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An Easy Way to Turn Daylight Into Night With Flash

If you've ever wanted to create more dramatic portraits with minimal effort or even completely in-camera with no Photoshop, this video is for you. In this photoshoot, I set out to create a dramatic editorial image that looks like it was shot late at night. The catch: I'm actually going to be taking the photo at 4 pm.

As photographers, our job often requires us to create two different types of photos. The first is more or less a standard image that simply looks "nice." These images are often bright and airy, and they may look natural, even though we relied on strobes or constant lights. Or, they might be exposed dark, but they still basically represent the scene as it was presented. The second type of photograph we often have to capture is much more flashy and dramatic. These images might require using multiple lights and lighting tricks to produce something that looks nothing like reality. 

Today's article and video focus on these more intense and embellished styles of photography. While I'm not going to be using a ton of flash (I'm limiting my kit to just two Profoto B10 Plus strobes), my goal for at least one set of images is to create a dramatic "hero shot" that looks like it was taken late at night instead of during the day. I like to call this the "faking the night" technique.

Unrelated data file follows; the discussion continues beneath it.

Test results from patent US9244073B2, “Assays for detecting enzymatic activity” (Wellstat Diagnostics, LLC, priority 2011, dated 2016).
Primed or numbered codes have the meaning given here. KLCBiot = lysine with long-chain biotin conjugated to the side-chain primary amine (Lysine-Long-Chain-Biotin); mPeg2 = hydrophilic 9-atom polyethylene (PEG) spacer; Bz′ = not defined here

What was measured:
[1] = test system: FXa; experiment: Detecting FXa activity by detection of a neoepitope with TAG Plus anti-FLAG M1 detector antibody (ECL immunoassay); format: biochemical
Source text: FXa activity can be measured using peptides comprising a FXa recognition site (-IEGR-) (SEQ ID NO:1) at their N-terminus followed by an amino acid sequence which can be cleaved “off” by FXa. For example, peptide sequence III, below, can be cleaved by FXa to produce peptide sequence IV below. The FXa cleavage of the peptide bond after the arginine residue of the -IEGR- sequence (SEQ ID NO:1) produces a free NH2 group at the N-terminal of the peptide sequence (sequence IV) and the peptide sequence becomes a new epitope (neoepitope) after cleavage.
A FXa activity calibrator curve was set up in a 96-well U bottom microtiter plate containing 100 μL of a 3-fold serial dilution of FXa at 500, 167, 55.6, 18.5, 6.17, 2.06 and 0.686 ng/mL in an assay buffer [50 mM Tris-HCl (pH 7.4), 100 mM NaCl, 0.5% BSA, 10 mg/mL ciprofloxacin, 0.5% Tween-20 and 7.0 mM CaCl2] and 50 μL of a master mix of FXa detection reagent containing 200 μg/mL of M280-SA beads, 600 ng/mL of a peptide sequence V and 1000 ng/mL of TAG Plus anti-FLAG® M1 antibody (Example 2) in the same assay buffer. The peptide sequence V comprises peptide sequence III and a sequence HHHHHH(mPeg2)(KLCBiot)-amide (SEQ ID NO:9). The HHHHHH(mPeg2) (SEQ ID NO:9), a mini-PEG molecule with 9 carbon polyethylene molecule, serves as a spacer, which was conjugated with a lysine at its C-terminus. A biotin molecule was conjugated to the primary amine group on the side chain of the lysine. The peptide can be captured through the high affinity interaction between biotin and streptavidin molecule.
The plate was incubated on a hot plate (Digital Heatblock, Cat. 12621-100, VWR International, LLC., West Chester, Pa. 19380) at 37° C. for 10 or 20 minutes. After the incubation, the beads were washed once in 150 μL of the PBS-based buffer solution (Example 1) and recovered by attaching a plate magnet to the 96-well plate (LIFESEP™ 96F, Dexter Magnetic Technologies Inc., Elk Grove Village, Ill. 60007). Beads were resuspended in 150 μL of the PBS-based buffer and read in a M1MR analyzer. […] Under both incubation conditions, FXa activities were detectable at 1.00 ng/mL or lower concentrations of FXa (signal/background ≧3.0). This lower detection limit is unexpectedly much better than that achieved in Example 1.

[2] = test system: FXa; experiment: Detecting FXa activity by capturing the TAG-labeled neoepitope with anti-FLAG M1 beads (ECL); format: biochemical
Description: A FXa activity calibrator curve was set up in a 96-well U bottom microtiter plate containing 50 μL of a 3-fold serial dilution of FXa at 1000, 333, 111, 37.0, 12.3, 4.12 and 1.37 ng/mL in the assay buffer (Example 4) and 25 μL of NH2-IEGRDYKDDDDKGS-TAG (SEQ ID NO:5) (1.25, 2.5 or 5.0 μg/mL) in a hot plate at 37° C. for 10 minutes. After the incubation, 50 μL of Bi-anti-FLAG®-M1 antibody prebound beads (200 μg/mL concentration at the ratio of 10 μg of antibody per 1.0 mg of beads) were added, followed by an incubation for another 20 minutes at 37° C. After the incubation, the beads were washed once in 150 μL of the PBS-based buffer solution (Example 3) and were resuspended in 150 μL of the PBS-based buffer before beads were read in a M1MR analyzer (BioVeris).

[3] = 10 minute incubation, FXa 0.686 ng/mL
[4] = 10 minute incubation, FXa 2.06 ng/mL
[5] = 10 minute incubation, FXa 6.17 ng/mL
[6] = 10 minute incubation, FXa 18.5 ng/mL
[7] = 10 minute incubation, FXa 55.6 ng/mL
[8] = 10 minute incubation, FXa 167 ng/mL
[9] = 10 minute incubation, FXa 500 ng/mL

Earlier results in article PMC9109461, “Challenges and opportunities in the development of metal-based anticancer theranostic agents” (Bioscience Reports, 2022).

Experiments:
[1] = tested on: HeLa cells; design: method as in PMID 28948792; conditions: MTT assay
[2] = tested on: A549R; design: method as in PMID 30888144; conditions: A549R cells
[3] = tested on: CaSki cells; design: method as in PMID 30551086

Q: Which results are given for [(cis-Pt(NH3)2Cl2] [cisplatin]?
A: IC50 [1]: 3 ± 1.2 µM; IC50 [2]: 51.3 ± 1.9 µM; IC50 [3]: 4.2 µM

This image was actually shot in bright daylight

There are many reasons you might want to make your images look like they were taken at night instead of during the day. The most obvious reason is you have a time constraint. Your subject is on a time crunch and you can't spend the whole afternoon with them capturing photos. You have to decide: do I want daylight-looking images, or do I want dramatic nighttime-looking images? With this technique, you can do both.

The second reason you might want your images to look like they were taken at night is simply that nighttime photos are cool and add a bit of mystery. Taking dark images is fun and offers a completely different narrative to your story than those bright and airy shots we are accustomed to seeing.